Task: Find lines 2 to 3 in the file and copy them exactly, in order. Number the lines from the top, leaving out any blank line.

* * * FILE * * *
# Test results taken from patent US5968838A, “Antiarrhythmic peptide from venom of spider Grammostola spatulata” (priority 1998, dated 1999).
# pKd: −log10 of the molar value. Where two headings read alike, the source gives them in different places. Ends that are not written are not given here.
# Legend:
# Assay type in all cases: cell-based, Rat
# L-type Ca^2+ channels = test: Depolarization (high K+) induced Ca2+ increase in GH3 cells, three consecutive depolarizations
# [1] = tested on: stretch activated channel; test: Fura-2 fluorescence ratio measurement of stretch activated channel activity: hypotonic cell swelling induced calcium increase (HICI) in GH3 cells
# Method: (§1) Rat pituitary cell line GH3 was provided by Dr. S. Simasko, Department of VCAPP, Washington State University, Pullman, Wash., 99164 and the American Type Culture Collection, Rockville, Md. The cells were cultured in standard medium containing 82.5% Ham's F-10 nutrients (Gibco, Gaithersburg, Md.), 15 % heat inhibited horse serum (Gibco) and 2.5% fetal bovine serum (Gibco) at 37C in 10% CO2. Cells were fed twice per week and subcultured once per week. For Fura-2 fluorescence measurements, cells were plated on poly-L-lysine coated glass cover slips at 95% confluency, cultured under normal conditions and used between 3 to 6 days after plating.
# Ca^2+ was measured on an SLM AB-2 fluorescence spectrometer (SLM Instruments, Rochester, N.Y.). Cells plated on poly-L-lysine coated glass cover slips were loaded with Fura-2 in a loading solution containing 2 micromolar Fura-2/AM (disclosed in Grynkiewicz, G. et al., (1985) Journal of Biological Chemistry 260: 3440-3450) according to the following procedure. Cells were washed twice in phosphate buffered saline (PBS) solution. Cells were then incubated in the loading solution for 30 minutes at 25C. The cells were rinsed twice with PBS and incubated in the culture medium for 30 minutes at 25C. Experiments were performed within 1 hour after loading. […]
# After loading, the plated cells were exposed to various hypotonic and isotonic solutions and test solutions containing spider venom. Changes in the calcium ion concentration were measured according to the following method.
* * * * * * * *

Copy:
# pKd: −log10 of the molar value. Where two headings read alike, the source gives them in different places. Ends that are not written are not given here.
# Legend: